Oops…someone got a hold of the CIA transmission on Iraq
So who is Bush going to punish now for leaking this CIA cable on the deteriorating Iraq situation? 2 C.I.A. Reports Offer Warnings on Iraq’s Path (NYT):
…The cable, sent late last month as the officer ended a yearlong tour, presented a bleak assessment on matters of politics, economics and security, the officials said. They said its basic conclusions had been echoed in briefings presented by a senior C.I.A. official who recently visited Iraq.
The officials described the two assessments as having been “mixed,” saying that they did describe Iraq as having made important progress, particularly in terms of its political process, and credited Iraqis with being resilient.
But over all, the officials described the station chief’s cable in particular as an unvarnished assessment of the difficulties ahead in Iraq. They said it warned that the security situation was likely to get worse, including more violence and sectarian clashes, unless there were marked improvements soon on the part of the Iraqi government, in terms of its ability to assert authority and to build the economy.
…Asked about the cable, a White House spokesman, Sean McCormack, said he could not discuss intelligence matters. A C.I.A. spokesman would say only that he could not comment on any classified document.
…A separate, more formal, National Intelligence Estimate prepared in July and sent to the White House in August by American intelligence agencies also presented a dark forecast for Iraq’s future through the end of 2005. Among three possible developments described in that document, the best case was tenuous stability and the worst case included a chain of events leading to civil war.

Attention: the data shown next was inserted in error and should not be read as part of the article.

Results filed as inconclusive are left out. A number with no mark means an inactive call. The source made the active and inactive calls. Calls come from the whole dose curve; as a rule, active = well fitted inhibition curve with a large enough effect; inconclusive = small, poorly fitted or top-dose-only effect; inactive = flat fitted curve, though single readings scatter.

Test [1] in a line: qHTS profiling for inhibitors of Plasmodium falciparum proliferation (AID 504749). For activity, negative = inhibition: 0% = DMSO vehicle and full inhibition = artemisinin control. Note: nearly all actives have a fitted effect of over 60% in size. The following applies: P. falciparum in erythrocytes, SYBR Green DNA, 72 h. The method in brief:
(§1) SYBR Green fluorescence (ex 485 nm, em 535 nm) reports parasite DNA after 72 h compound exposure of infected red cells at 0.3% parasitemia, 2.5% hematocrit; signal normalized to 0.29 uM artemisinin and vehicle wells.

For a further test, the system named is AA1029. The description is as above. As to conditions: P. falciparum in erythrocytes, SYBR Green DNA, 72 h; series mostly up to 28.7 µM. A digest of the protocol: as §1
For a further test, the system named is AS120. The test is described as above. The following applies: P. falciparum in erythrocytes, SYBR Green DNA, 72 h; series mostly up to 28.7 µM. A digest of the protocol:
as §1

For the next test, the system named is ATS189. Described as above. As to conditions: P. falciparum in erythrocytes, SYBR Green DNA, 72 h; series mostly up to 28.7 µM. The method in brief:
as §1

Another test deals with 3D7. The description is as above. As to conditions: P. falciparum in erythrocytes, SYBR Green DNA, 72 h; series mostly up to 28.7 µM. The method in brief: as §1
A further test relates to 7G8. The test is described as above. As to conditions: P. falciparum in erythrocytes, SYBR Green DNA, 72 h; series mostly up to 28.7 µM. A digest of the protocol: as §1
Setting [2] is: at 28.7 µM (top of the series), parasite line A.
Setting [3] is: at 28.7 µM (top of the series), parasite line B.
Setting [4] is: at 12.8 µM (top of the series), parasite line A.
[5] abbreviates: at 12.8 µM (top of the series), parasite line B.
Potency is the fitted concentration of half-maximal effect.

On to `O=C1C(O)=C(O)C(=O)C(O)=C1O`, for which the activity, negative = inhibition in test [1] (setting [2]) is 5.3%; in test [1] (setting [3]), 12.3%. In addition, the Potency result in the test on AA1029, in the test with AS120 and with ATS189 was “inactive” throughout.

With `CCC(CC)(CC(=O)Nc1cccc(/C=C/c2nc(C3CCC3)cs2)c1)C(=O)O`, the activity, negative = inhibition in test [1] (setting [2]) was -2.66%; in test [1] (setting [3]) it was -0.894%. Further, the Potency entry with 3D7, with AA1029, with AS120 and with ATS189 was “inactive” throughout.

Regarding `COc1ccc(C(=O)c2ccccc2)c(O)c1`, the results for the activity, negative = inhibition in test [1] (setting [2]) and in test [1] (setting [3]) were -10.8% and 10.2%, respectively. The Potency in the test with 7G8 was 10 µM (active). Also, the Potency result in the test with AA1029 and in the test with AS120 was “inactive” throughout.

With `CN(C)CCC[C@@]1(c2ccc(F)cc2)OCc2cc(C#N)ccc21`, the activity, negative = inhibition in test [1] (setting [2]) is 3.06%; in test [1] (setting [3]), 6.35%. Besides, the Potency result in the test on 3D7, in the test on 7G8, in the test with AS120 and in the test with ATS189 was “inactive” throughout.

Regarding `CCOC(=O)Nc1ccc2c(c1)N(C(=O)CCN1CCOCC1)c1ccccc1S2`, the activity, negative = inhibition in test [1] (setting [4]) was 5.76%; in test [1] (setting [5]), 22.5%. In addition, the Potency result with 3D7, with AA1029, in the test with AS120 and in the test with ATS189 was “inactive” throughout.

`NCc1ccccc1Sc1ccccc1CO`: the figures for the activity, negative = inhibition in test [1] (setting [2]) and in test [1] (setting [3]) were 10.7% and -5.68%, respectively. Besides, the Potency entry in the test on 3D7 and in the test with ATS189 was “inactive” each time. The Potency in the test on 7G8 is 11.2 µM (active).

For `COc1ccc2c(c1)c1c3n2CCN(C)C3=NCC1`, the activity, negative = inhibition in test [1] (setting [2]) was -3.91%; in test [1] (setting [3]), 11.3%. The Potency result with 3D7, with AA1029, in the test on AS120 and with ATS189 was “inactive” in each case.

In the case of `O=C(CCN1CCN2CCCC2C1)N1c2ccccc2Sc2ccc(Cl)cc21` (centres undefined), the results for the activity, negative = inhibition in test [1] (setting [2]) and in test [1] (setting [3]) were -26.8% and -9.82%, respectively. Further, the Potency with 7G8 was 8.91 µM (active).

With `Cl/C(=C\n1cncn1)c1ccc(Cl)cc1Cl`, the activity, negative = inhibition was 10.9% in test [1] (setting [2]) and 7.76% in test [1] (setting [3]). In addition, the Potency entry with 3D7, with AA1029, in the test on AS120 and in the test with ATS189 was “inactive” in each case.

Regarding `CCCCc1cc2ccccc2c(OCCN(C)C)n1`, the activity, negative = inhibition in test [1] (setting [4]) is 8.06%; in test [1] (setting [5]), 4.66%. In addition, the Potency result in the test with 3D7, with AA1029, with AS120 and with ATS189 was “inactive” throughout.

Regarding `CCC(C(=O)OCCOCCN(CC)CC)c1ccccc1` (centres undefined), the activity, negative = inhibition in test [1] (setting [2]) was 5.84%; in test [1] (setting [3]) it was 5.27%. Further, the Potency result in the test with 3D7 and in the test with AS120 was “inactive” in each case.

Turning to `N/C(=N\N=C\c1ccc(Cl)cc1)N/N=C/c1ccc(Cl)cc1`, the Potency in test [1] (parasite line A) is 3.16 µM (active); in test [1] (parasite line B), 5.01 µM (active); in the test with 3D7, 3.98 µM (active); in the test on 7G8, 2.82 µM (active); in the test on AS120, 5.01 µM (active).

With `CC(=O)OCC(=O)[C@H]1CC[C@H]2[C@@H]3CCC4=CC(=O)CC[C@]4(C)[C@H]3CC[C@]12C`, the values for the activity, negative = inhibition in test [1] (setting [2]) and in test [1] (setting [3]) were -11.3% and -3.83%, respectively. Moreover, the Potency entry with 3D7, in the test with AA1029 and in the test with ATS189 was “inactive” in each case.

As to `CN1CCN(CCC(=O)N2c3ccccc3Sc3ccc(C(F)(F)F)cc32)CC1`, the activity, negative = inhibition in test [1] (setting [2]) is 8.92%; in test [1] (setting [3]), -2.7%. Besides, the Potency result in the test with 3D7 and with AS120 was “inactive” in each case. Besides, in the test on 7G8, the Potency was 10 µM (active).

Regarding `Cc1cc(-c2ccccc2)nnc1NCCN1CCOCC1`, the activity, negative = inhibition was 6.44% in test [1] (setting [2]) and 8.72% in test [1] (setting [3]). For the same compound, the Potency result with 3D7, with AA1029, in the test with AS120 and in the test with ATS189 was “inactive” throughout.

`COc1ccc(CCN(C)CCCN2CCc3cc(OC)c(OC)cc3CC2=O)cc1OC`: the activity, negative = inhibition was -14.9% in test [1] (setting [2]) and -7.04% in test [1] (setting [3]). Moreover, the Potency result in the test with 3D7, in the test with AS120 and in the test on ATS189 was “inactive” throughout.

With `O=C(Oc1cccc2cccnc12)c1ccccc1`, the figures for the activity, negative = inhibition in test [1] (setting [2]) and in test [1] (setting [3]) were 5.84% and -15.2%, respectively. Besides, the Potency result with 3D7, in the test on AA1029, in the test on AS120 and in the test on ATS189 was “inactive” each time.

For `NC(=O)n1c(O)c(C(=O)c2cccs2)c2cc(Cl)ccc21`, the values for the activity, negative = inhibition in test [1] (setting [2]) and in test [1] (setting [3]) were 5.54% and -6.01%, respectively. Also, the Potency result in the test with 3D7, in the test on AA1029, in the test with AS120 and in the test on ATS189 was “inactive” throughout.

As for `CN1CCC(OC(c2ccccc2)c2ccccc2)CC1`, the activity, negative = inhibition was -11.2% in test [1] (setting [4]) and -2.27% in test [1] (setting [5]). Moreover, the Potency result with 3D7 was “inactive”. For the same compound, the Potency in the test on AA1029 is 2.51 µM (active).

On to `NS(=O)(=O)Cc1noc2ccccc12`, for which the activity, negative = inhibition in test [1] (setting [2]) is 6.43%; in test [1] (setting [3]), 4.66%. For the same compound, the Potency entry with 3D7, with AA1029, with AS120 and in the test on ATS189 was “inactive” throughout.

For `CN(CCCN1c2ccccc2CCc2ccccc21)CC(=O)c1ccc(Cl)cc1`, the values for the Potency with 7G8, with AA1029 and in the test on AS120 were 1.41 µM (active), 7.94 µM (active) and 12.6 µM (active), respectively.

After news reports disclosed the existence of the National Intelligence Estimate, which also remains classified, President Bush initially dismissed the conclusions as nothing more than a guess. Since then, however, violence in Iraq has increased, including the recent formation of a Shiite militia intended to carry out attacks on Sunni militants.
The end-of-tour cable from the station chief, spelling out an assessment of the situation on the ground, is a less-formal product than a National Intelligence Estimate. But it was drafted by an officer who is highly regarded within the C.I.A. and who, as station chief in Baghdad, has been the top American intelligence official in Iraq since December 2003. The station chief oversees an intelligence operation that includes about 300 people, making Baghdad the largest C.I.A. station since Saigon during the Vietnam War era.
The senior C.I.A. official who visited Iraq and then briefed counterparts from other government agencies was Michael Kostiw, a senior adviser to Mr. Goss. One government official who knew about Mr. Kostiw’s briefings described them as “an honest portrayal of the situation on the ground.”